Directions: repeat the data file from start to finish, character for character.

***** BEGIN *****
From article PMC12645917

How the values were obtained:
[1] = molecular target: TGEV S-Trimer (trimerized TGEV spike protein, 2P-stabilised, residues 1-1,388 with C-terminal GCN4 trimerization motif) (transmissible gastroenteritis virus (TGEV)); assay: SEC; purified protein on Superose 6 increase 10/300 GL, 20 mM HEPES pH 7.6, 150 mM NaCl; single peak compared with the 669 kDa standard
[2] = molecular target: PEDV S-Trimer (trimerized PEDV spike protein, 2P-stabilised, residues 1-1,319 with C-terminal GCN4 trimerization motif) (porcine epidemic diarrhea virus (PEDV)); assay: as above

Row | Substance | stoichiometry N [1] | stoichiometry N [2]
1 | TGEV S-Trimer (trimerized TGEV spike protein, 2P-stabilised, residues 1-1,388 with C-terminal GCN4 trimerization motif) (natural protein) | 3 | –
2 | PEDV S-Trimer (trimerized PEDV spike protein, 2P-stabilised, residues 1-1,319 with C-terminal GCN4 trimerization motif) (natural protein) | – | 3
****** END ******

From article PMC12645917

How the values were obtained:
[1] = molecular target: TGEV S-Trimer (trimerized TGEV spike protein, 2P-stabilised, residues 1-1,388 with C-terminal GCN4 trimerization motif) (transmissible gastroenteritis virus (TGEV)); assay: SEC; purified protein on Superose 6 increase 10/300 GL, 20 mM HEPES pH 7.6, 150 mM NaCl; single peak compared with the 669 kDa standard
[2] = molecular target: PEDV S-Trimer (trimerized PEDV spike protein, 2P-stabilised, residues 1-1,319 with C-terminal GCN4 trimerization motif) (porcine epidemic diarrhea virus (PEDV)); assay: as above

Row | Substance | stoichiometry N [1] | stoichiometry N [2]
1 | TGEV S-Trimer (trimerized TGEV spike protein, 2P-stabilised, residues 1-1,388 with C-terminal GCN4 trimerization motif) (natural protein) | 3 | –
2 | PEDV S-Trimer (trimerized PEDV spike protein, 2P-stabilised, residues 1-1,319 with C-terminal GCN4 trimerization motif) (natural protein) | – | 3